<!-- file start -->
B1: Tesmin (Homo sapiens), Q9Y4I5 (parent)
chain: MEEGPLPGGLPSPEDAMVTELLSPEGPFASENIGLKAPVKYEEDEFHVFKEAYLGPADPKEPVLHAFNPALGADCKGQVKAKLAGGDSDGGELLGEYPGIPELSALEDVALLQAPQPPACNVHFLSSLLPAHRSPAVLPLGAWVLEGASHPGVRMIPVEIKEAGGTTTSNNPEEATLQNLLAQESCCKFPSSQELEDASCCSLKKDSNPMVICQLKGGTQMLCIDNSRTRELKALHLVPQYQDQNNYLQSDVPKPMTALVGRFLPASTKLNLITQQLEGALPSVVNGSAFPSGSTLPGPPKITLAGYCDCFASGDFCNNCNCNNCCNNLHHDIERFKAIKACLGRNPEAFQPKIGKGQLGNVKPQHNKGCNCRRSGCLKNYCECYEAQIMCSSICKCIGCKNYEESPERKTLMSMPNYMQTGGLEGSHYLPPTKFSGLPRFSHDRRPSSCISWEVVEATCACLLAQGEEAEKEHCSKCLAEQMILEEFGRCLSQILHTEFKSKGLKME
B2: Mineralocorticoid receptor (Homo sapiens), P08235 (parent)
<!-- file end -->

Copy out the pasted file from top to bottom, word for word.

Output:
B1: Tesmin (Homo sapiens), Q9Y4I5 (parent)
chain: MEEGPLPGGLPSPEDAMVTELLSPEGPFASENIGLKAPVKYEEDEFHVFKEAYLGPADPKEPVLHAFNPALGADCKGQVKAKLAGGDSDGGELLGEYPGIPELSALEDVALLQAPQPPACNVHFLSSLLPAHRSPAVLPLGAWVLEGASHPGVRMIPVEIKEAGGTTTSNNPEEATLQNLLAQESCCKFPSSQELEDASCCSLKKDSNPMVICQLKGGTQMLCIDNSRTRELKALHLVPQYQDQNNYLQSDVPKPMTALVGRFLPASTKLNLITQQLEGALPSVVNGSAFPSGSTLPGPPKITLAGYCDCFASGDFCNNCNCNNCCNNLHHDIERFKAIKACLGRNPEAFQPKIGKGQLGNVKPQHNKGCNCRRSGCLKNYCECYEAQIMCSSICKCIGCKNYEESPERKTLMSMPNYMQTGGLEGSHYLPPTKFSGLPRFSHDRRPSSCISWEVVEATCACLLAQGEEAEKEHCSKCLAEQMILEEFGRCLSQILHTEFKSKGLKME
B2: Mineralocorticoid receptor (Homo sapiens), P08235 (parent)